Industry Perspective

A conversation with Sergio Collazo

SECURITY products are not new to Toshiba Corp. The company entered the marketplace nearly 20 years ago and have moved from analog to fully digital, state-of-the-art products. Company officials believe that the security industry is in the midst of a paradigm shift -- one that includes IP network cameras and understanding the IT market. We spoke to Sergio Collazo, national sales and marketing manager for Toshiba Surveillance & IP Video Products Group, about a number of issues, including product development.

Q. Can you give us a brief overview of Toshiba Surveillance and IP Video Group?

A. Toshiba Corp. first entered the U.S. security market in 1987. That group, now known as Toshiba Surveillance & IP Video, is part of Toshiba America Information System in Irvine, Calif., one of world's largest makers of notebooks, Wi-Fi technology and network servers. In two decades Toshiba's security has moved from first generation analog cameras and time-lapse VCRs to equipping today's fully digital environment with state-of-the-art DVRs, IP cameras, LCD monitors and software solutions.

Q. How does the Toshiba computing group's background impact Toshiba's video surveillance business?

A. There is no question that the security industry today is in the midst of a major paradigm shift. Because of Toshiba's core competencies in networking, notebooks and digital imaging, our organization has been able to fully embrace these changes far more successfully than many of our competitors. Our sales in IP network cameras, for example, are growing by double digits every two months, although we entered the market only three years ago. In fact, according to IMS research, we have the fourth-largest market share in IP cameras today. Toshiba would not have been able to achieve this so quickly except for a company-wide understanding of the IT market, how IT products are sold in the channel and the mind of the IT professional. There is a good deal of cross pollenization between security and PC development engineers because our PCs work alongside the same engineers who design our IP cameras. The Toshiba Telecommunications Group also is beneficial in product development. Toshiba DVRs are now one of the few, if not the only, on the market that have both VoIP and video over IP capabilities.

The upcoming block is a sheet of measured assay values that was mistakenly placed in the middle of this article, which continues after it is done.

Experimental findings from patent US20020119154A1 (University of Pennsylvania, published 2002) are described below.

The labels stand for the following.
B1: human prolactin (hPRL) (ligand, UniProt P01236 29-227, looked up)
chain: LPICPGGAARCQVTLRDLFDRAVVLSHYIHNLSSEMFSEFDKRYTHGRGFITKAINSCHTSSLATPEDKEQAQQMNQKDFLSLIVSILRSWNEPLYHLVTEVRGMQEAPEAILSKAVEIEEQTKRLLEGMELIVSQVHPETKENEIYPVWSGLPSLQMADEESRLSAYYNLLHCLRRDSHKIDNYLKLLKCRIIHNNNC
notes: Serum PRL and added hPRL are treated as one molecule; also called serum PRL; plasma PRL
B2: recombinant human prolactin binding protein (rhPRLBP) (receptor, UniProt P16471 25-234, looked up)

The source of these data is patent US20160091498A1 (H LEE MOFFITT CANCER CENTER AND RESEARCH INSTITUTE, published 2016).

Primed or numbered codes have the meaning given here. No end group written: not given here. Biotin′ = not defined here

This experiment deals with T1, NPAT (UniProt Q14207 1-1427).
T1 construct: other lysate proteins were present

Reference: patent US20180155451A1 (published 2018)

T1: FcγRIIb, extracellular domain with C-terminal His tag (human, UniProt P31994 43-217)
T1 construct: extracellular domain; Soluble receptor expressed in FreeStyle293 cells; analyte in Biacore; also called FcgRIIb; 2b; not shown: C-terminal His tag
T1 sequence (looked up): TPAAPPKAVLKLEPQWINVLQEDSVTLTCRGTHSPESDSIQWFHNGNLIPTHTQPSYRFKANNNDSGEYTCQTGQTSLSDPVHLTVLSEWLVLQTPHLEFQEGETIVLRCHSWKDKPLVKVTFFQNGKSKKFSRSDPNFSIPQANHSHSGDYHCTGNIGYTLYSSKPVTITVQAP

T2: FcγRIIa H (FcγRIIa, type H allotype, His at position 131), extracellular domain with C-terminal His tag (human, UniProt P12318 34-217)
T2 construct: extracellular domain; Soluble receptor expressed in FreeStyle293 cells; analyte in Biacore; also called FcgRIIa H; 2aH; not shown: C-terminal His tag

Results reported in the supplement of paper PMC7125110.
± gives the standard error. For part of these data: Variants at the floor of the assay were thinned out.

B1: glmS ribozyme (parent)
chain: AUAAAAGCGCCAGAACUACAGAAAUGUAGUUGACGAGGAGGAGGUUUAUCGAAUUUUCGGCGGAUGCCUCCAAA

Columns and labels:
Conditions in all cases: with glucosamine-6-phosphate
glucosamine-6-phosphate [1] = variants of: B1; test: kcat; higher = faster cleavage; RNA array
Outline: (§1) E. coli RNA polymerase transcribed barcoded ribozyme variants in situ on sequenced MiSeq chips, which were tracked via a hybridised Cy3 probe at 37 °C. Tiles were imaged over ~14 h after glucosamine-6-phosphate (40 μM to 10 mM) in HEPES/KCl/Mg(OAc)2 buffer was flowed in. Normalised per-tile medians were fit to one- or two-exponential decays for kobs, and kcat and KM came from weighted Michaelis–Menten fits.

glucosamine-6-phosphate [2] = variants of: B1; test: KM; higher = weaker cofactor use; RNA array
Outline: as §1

There are really two types of companies now in the security industry: old-line CCTV manufacturers who for the first time are selling IT products and IT companies that for the first time are selling into the CCTV industry. Neither truly serves today's end user. Toshiba, by contrast, has strong backgrounds in both areas.

Q. What are the main challenges you see facing the security industry over the next five years?

A. The main challenge is that we have this new, disruptive technology -- IP video -- that has rendered the old business model obsolete. As a result, dealers and installers now have growing competition from the IT integrators who don't have a strong background in security, but know network, storage and streaming video technologies, plus how to best integrate an IP video system into a customer's existing network. We are doing all we can to help with programs like our education Webinars and online training that coach dealers and installers about the basics of networking or how to sell new technology. These are available at